University of Phoenix
July 28, 2013
Introduction Alcoholism has been called the family illness. The family is impacted most by the behaviors of the untreated alcoholic. The addiction of alcoholism has very negative and adverse effects on the family and in the community. The jail and hospital visits take a toll on the family’s finances and emotional stability. Mothers against drunk drivers reported in 2012 that there were 1.41 million drunk driving convictions in the United States of America. These individuals take not only their lives but the lives of others into their hands when they choose to get behind the wheel of their cars after the consuming alcohol.
“There is evidence that problem drinkers are less likely to be candidates for successful marriages and relationships”. (Power, Rodgers and Hope). There are those instances where the abuse of alcohol is dominate in the marriage yet, the couple begins to raise a family. The children of such marriages are effected in many different ways. There are the children that grow up and despise any form of addiction. Then there are the ones that mirror their parents and become alcoholics or addicted to some form of illicit drugs themselves.
In marriages where there is one parent that suffers from alcoholism, there can be times where the alcoholic may “be jovial after drinking”, laughing and joking with family members and friends. (Ackerman, 1998). Then there are the times that the alcoholic is confrontational and becomes abusive, subjecting their husband or wife and children to domestic violence. In the instances where there are acts of violence, the violence is not only in the form of spousal abuse but also child abuse takes shape as well. The children become withdrawn and resent the abusive parent, losing all respect for them.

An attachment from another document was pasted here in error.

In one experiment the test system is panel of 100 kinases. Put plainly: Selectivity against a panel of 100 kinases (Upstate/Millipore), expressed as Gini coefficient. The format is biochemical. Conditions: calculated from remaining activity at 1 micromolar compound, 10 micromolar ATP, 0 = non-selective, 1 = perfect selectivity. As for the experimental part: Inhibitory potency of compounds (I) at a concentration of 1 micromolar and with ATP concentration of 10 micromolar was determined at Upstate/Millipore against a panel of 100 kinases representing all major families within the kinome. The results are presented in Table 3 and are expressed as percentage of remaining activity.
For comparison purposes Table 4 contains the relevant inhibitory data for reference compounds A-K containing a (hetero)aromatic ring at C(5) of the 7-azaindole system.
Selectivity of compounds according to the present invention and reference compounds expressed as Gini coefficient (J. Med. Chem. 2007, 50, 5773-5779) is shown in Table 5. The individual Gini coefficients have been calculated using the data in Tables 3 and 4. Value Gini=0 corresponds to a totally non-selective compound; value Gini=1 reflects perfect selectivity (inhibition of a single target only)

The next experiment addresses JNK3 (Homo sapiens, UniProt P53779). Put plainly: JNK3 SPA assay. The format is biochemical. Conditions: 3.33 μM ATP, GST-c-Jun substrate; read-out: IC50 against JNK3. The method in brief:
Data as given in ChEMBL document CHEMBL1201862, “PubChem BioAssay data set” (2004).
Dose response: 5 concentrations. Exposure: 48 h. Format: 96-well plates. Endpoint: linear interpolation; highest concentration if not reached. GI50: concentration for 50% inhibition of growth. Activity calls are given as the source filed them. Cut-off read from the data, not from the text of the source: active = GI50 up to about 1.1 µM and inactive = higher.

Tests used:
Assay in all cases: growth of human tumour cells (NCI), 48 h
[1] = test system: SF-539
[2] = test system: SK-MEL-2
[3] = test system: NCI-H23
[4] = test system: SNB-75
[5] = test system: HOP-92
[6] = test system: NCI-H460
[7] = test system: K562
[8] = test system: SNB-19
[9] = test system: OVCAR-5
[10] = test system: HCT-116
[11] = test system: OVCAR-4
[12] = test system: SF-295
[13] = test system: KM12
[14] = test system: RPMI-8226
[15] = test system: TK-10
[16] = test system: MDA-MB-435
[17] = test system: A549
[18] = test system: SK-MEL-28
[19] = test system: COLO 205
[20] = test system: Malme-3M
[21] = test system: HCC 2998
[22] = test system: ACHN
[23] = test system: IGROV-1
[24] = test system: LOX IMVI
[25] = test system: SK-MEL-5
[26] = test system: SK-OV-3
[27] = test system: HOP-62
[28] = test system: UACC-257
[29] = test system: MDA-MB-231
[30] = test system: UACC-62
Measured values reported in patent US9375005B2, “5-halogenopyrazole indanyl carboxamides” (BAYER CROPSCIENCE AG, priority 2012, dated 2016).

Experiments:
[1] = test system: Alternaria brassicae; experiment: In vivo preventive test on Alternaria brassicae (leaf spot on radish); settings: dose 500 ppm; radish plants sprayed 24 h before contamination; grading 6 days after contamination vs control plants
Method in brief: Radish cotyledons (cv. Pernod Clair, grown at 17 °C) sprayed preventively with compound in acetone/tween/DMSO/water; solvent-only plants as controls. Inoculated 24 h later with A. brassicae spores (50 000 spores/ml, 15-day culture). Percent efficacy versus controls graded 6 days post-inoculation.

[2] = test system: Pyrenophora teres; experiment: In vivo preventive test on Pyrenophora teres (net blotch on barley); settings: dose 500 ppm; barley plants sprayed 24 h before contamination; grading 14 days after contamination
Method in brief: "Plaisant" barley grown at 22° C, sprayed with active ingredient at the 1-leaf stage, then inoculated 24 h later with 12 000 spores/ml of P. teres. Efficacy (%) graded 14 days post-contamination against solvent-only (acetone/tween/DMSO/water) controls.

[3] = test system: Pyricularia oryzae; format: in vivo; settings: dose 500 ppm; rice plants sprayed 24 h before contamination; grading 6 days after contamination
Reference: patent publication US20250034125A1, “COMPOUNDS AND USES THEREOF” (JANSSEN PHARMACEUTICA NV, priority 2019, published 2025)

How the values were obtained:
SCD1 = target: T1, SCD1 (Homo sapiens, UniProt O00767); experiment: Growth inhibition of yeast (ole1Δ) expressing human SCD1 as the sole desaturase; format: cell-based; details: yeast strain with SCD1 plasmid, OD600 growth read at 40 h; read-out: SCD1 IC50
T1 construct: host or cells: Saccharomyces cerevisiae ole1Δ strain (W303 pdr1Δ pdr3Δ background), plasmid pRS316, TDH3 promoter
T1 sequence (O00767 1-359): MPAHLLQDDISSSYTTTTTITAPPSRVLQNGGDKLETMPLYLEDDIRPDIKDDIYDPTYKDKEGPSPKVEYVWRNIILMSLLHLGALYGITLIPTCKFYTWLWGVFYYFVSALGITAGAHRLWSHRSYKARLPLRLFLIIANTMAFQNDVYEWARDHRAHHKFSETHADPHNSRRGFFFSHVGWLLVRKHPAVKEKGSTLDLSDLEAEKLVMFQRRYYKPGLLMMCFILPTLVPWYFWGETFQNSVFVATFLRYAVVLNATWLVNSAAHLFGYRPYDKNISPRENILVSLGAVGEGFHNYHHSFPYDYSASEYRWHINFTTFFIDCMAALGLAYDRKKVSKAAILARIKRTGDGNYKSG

The perception of the situation plays a vital role in deciding whether or not the situation is deemed harmful to the family of the alcoholic. “Often our perception dictates our reactions”. (Ackerman, 1998). Ackerman states “that there are four phases of the responsiveness of alcoholism on the family, reactive, active, alternative and family unity phases”. The reactive phase is characterized by the behavior of non-alcoholic family members reacting to the alcoholic’s behavior. (Ackerman, 1998). The children most often look away from the situation and try to see all the good in his or her parent, turning a blind eye to the addiction. Some children will avoid the situation all together and spend lots of time with friends or outside family members. There are also those children that mirror that parent’s behavior and sneak drinks with their friends and slowly become addicted themselves. There are many instances that teenage boys mirror the image that their alcoholic father presents.
Alcoholism and the spousal subsystem. “Early theories and investigations of the “alcoholic marriage” view one or both partners having pathological personality traits”. (Rotunda, Scherer, Imm). It appears that the non-alcoholic partner has to assume all of the household responsibility when the alcoholic has taken more to their addiction than to the care of the family. There are functional alcoholics that hide their problem from the community and their fellows but the home suffers greatly. Most wives of untreated alcoholics tend to leave the marital home and venture out on their own with the children because the alcoholic refuses to change.
Alcoholism and Drug Addiction are the #1 health problem in the U.S. today. The National Institute on Alcohol Abuse and Alcoholism reports that “in 2007 liver cirrhosis was the 12th leading cause of death in the United States, with a total of 29,925 deaths-1,732 more than in the year 2006”. “Among all cirrhosis deaths in 2007, 48.1 percent were alcohol related”. Families of alcoholics suffer through the illness with them, they have to